Dr Andromachi Athanasopoulou
Lecturer in Organisational Behaviour
Email: firstname.lastname@example.orgTelephone: +44 (0)20 7882 8785Room Number: Room 4.33, Bancroft Building, Mile End Campus
Student drop-in and feedback hours
Friday 12:00 pm - 2:00 pm
First Year Academic Advisor
Dr Andromachi Athanasopoulou is a Lecturer in Organisational Behaviour at Queen Mary University of London, School of Business and Management. She is also an Associate Fellow - Executive Education at the Saïd Business School, University of Oxford.
Her prior appointments include a Research Fellowship at the Edmond J. Safra Center for Ethics, Harvard University and a Junior Research Fellowship at Green Templeton College, University of Oxford. Her research interests lie in the areas of organisational behaviour, leadership/leadership development and business ethics.
Andromachi has published an Oxford University Press book, book chapters and peer-reviewed papers at international journals. As part of a research collaboration between the Said Business School and Heidrick & Struggles, she has co-authored a practitioner report on how CEOs develop the competence to lead in highly uncertain environments. The report was presented at the 2015 World Economic Forum in Davos and covered by international media.
Andromachi has received several scholarships and awards including an outstanding reviewer award at the Academy of Management and a nomination for the 2014 British Medical Journal Award on Clinical Leadership as a member of Green Templeton College’s Management in Medicine Programme Committee. She is a regular reviewer at top peer-reviewed journals, has served as an associate editor for the Academy’s submissions and is a member of the editorial board of the Journal of Change Management. She is a fellow of the UK Higher Education Academy and has teaching experience at undergraduate, postgraduate and executive education.
Andromachi holds an MBA, MSc in Management Research and DPhil in Management Studies, all from the University of Oxford, and an undergraduate degree in Business Administration from the Athens University of Economics and Business. Prior to her postgraduate studies, Andromachi worked in banking.
In her research, Andromachi explores how leaders’ behaviour affects and is affected by the social context within which they operate, with emphasis on issues relating to two areas: ethical/responsible leadership and personal leadership development. Her expertise is primarily in qualitative research.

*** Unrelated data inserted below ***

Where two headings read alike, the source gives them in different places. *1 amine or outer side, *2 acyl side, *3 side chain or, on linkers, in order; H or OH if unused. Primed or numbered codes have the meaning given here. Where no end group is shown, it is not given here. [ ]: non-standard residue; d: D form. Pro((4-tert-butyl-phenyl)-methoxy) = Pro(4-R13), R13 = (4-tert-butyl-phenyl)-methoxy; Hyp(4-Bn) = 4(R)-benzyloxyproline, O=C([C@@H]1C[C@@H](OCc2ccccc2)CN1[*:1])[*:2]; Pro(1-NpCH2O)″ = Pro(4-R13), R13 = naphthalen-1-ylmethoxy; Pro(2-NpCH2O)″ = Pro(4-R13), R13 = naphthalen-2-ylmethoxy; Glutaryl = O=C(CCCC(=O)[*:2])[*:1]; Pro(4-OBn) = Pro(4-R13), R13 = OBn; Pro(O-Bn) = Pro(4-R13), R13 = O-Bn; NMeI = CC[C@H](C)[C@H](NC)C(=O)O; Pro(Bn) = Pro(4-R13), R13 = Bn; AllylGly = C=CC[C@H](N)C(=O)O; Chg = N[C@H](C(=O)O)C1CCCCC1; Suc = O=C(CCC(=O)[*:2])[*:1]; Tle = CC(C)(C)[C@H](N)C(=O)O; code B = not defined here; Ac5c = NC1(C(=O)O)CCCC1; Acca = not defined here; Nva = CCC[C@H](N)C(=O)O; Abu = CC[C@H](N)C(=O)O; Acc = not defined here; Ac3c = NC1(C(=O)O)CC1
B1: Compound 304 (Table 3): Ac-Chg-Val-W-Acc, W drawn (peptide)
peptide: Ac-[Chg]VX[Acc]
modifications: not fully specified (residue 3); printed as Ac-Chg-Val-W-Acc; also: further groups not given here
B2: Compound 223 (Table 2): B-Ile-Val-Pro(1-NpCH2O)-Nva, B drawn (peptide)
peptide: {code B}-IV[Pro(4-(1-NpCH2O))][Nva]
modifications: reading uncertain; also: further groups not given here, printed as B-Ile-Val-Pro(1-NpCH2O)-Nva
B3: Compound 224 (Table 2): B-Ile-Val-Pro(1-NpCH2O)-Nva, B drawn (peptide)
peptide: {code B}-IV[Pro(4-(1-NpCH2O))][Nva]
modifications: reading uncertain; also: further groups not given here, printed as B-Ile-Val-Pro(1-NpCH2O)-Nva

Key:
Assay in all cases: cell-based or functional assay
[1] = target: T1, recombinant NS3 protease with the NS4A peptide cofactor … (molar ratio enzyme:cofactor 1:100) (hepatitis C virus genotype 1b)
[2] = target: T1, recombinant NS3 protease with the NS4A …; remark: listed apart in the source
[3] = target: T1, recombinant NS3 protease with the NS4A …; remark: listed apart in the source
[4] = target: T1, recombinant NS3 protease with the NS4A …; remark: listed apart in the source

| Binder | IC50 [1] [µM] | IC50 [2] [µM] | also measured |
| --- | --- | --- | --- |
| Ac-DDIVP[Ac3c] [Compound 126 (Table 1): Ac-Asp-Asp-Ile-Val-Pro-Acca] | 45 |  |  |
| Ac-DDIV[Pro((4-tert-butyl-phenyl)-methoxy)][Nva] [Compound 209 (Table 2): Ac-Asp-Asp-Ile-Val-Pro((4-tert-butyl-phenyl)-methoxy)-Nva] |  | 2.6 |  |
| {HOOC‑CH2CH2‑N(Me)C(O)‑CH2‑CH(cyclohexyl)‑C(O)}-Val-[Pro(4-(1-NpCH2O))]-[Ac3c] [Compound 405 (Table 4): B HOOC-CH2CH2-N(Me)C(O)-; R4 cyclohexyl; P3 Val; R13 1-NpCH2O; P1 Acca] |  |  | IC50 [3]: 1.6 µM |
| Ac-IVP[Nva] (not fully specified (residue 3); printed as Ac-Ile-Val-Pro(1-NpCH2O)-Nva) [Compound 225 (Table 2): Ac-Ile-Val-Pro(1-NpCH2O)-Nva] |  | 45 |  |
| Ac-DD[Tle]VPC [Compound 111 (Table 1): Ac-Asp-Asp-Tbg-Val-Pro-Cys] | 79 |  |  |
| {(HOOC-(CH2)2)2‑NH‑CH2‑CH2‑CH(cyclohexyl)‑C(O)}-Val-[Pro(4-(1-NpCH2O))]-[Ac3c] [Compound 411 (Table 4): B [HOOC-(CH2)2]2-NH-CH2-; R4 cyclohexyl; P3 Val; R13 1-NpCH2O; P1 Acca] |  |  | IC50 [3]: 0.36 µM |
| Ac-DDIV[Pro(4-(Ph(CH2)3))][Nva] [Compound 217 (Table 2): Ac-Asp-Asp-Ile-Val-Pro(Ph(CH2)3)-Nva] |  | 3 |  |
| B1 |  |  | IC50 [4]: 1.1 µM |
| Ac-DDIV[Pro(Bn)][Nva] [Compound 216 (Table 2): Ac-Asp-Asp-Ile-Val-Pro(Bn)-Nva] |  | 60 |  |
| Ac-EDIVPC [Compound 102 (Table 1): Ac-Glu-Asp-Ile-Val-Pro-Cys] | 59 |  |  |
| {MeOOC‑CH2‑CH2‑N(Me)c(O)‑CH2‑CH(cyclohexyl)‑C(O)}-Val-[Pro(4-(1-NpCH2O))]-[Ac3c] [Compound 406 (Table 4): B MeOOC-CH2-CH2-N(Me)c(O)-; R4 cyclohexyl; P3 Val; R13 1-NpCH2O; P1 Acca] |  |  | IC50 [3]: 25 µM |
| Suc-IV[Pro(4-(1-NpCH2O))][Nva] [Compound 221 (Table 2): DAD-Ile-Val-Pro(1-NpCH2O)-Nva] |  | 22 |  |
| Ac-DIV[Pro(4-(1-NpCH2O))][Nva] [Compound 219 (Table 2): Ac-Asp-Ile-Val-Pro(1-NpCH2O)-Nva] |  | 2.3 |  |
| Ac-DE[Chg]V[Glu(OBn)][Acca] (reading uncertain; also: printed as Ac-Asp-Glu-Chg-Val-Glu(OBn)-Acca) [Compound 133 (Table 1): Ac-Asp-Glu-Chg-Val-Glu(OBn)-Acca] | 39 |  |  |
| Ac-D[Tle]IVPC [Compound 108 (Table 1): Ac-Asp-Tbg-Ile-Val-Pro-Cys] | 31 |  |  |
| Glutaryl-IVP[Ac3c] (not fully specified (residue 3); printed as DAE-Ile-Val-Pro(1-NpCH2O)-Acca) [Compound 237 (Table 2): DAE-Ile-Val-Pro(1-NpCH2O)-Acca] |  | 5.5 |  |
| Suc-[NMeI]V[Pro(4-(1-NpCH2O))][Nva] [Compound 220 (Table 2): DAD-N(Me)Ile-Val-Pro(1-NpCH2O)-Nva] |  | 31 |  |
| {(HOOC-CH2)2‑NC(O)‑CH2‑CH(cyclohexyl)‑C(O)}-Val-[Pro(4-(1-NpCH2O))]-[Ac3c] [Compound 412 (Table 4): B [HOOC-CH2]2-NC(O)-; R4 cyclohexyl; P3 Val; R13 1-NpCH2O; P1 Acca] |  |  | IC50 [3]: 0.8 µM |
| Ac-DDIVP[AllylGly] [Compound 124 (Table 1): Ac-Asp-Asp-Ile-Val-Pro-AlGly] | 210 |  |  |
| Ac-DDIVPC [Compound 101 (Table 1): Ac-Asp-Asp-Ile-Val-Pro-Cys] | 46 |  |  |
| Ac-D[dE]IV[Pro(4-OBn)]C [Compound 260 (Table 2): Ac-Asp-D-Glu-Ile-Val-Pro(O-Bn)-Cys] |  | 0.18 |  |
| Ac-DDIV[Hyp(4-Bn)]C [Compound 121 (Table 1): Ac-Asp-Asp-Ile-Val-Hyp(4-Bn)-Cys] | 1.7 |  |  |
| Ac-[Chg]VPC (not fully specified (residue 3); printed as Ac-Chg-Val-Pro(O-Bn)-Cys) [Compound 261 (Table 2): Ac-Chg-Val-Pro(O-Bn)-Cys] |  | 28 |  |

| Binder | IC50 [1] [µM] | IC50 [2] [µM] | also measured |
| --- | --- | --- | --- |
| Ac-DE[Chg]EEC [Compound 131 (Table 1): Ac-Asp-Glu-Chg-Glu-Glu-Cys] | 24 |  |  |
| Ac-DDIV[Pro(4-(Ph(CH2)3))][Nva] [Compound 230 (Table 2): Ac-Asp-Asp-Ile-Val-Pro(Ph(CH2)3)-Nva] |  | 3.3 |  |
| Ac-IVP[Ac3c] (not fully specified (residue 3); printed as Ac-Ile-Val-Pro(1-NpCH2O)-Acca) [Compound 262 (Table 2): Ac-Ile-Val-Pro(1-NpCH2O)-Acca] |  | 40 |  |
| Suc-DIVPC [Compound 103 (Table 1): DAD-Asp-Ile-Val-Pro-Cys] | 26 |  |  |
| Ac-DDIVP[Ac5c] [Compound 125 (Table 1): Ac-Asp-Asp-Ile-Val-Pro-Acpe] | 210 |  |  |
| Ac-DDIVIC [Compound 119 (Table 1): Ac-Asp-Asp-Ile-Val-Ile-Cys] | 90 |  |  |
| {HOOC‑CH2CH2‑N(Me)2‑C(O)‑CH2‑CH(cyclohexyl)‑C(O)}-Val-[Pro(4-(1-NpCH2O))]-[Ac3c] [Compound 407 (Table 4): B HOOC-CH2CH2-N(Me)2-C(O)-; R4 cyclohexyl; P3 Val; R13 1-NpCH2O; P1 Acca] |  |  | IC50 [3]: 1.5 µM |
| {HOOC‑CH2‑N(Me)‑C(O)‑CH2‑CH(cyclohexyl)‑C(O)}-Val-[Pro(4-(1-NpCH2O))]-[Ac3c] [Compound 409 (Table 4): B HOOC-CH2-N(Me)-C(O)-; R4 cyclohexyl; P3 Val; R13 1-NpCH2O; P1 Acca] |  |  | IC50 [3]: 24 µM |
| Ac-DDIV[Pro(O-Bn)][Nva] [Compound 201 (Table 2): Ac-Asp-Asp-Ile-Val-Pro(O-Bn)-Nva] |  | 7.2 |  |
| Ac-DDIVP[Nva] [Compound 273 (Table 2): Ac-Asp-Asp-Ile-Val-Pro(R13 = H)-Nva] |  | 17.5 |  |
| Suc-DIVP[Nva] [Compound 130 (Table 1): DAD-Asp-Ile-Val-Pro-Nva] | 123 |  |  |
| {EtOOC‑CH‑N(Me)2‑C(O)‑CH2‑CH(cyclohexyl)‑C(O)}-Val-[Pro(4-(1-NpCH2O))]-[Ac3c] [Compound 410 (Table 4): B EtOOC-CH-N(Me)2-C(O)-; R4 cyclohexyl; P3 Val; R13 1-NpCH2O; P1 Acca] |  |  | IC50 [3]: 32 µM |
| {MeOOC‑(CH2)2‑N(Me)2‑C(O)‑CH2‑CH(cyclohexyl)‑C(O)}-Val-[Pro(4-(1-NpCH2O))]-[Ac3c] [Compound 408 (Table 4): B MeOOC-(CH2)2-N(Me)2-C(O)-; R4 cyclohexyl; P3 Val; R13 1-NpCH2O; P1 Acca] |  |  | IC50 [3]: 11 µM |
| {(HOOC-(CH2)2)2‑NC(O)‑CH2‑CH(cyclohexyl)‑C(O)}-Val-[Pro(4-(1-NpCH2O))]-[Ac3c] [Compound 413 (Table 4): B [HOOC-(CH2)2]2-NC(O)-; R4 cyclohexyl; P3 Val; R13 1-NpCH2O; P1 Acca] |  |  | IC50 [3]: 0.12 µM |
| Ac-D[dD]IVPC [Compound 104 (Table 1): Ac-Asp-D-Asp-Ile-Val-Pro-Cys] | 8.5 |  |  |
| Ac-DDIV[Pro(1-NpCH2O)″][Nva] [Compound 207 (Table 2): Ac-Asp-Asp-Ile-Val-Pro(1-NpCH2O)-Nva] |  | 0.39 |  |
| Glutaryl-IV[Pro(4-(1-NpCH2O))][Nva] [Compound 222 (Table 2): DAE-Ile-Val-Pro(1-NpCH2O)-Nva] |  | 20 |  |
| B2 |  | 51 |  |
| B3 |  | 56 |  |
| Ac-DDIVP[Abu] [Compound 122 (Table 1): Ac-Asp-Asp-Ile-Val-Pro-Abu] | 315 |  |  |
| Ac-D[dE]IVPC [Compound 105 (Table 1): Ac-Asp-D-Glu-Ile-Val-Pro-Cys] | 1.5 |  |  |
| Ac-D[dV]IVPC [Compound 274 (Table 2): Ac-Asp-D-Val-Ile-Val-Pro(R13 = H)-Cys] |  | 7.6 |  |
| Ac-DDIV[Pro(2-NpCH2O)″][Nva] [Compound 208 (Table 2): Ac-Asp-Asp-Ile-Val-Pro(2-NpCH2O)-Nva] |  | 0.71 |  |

Ethical/Responsible Leadership and Corporate Social Responsibility
One stream of research is focused on how managers in large multinationals make sense of the implementation of corporate social responsibility (CSR) practices, looking into the social contextual and processual drivers of this sensemaking. Andromachi’s second line of research within the field of ethical leadership started when she was a Fellow at the Edmond J. Safra Center for Ethics at Harvard University. It involves a study of how different groups of professionals (managers and business school academics in particular) make decisions that involve moral dilemmas. This project includes multiple research methods (qualitative interviews, photo elicitation, surveys and experiments).
Leadership and Leadership Development
Andromachi’s interest in leadership research extends beyond leaders' ethical decision-making and consists of two streams: The first focuses on executive coaching practices and their outcomes, which has led to the publication of an Oxford University Press book (with S. Dopson) in 2015.
The second stream of Andromachi’s leadership development research comes from her collaboration with Said Business School faculty on a joint research project with a leading executive search and leadership consulting firm, Heidrick & Struggles. The project explores how CEOs develop the competence to lead in highly uncertain environments. This group project is global in scale and involved in-depth qualitative interviews with more than 150 CEOs from around the world and from a very broad range of sectors and industries. It is one of the largest in-depth qualitative studies of its kind. The key findings can be found in the CEO Report, which received extensive media attention at its launch in January 2015.
Overall, from the breadth of projects she has been involved in, Andromachi has obtained extensive research experience within the context of a variety of industries, both in the private and the public sector, including the NHS, as well as experience in the collaboration between academics and practitioners. She has received awards and research funding both individually and as part of team-submissions.
Athanasopoulou, A. & Dopson, S. 2015. Developing Leaders by Executive Coaching: Practice and Evidence. Oxford: Oxford University Press.
Athanasopoulou, A. & Selsky, J. 2015. The Social Context of Corporate Social Responsibility: Assessing Competing Perspectives to Enrich Research and Practice, Business & Society, 54(3) 322–364.